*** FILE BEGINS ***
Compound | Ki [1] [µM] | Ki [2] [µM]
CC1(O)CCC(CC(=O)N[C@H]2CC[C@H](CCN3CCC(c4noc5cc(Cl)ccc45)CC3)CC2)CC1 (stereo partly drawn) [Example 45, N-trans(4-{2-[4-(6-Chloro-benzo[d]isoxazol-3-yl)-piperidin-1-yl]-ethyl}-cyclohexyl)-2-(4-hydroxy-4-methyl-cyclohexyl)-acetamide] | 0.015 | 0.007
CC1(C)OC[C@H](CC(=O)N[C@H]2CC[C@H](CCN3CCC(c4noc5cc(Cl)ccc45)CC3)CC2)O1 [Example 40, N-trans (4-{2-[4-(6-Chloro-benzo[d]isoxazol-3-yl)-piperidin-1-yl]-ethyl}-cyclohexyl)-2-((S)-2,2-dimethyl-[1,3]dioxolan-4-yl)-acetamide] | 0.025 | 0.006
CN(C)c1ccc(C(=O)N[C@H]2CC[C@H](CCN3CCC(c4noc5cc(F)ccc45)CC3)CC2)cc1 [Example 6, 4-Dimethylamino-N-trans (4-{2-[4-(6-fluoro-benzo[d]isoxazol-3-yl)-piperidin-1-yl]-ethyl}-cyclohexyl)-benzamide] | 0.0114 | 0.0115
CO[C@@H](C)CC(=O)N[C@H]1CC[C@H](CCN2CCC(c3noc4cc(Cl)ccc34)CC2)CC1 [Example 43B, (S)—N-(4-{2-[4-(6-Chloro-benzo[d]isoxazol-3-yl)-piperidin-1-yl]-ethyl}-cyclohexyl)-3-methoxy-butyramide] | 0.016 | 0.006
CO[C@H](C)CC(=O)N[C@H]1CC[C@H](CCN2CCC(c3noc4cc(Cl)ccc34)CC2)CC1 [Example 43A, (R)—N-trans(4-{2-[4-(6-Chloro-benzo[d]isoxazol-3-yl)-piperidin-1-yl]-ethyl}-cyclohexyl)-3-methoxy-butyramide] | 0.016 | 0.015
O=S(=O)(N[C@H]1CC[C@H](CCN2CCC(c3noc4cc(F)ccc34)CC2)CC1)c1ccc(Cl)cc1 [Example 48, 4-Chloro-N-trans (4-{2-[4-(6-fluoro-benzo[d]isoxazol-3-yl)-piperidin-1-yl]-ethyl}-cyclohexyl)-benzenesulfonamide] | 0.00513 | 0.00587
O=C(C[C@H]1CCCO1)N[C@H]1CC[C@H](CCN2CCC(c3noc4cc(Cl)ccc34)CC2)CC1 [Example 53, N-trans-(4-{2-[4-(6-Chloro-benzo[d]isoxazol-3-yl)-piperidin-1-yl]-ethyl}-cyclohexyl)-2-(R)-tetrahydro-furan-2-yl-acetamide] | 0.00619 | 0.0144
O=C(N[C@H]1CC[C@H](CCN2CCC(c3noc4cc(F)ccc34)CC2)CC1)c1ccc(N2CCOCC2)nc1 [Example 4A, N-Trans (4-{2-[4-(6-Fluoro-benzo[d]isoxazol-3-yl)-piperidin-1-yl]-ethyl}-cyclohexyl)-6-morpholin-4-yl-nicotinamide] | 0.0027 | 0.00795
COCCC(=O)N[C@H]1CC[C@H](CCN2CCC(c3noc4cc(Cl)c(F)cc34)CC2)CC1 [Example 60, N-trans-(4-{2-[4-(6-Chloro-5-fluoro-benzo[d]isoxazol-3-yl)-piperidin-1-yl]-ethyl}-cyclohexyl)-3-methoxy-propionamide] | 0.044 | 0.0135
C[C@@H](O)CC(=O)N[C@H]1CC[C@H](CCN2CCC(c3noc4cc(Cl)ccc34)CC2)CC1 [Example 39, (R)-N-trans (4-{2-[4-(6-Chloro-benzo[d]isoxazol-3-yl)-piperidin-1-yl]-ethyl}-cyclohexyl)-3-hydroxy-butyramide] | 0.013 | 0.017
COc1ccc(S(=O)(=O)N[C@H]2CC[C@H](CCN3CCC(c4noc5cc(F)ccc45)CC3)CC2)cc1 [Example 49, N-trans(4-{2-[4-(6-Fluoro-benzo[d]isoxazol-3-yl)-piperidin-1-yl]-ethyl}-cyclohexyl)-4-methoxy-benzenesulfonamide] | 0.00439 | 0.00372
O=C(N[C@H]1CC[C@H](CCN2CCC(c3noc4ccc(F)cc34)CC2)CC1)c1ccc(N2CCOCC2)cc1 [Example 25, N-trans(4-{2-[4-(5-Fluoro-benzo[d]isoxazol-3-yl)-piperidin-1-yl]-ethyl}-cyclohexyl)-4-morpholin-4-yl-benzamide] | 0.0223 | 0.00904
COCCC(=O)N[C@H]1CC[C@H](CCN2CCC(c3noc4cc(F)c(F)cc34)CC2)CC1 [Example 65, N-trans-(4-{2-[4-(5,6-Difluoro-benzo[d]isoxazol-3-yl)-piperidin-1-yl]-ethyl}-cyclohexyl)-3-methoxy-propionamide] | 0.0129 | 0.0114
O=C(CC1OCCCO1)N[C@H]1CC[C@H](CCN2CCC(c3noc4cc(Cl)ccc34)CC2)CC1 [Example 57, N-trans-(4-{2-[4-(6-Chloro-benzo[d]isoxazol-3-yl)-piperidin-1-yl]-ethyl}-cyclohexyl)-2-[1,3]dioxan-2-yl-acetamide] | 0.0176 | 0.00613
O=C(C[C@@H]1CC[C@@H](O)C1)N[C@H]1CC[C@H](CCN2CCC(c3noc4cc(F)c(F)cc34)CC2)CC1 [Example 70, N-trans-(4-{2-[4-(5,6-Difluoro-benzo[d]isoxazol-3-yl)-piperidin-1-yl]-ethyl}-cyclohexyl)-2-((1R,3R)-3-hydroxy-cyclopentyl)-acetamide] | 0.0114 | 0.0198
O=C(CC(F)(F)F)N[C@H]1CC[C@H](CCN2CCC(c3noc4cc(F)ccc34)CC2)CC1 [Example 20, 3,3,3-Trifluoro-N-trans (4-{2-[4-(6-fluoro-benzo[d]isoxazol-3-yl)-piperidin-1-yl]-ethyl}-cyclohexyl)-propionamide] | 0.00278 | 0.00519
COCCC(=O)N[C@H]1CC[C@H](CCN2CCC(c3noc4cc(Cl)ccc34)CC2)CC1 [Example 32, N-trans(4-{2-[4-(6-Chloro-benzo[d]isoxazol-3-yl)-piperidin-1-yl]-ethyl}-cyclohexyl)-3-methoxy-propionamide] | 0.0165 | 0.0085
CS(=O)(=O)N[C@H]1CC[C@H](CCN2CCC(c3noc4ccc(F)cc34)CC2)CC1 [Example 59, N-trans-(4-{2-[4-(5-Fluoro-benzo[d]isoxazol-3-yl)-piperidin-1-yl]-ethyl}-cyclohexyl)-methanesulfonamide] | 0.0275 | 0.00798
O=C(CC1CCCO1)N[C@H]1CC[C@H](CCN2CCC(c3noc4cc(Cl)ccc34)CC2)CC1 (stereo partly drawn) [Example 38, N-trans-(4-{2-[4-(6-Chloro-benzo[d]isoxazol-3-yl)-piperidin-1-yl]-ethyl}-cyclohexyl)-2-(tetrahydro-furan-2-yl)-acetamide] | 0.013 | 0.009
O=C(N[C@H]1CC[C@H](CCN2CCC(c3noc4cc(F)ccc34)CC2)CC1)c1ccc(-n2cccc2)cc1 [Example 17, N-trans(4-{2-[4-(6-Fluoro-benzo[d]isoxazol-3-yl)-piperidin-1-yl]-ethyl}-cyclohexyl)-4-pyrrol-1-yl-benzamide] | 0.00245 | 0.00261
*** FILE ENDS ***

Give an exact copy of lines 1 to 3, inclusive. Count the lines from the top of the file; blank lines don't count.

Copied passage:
Compound | Ki [1] [µM] | Ki [2] [µM]
CC1(O)CCC(CC(=O)N[C@H]2CC[C@H](CCN3CCC(c4noc5cc(Cl)ccc45)CC3)CC2)CC1 (stereo partly drawn) [Example 45, N-trans(4-{2-[4-(6-Chloro-benzo[d]isoxazol-3-yl)-piperidin-1-yl]-ethyl}-cyclohexyl)-2-(4-hydroxy-4-methyl-cyclohexyl)-acetamide] | 0.015 | 0.007
CC1(C)OC[C@H](CC(=O)N[C@H]2CC[C@H](CCN3CCC(c4noc5cc(Cl)ccc45)CC3)CC2)O1 [Example 40, N-trans (4-{2-[4-(6-Chloro-benzo[d]isoxazol-3-yl)-piperidin-1-yl]-ethyl}-cyclohexyl)-2-((S)-2,2-dimethyl-[1,3]dioxolan-4-yl)-acetamide] | 0.025 | 0.006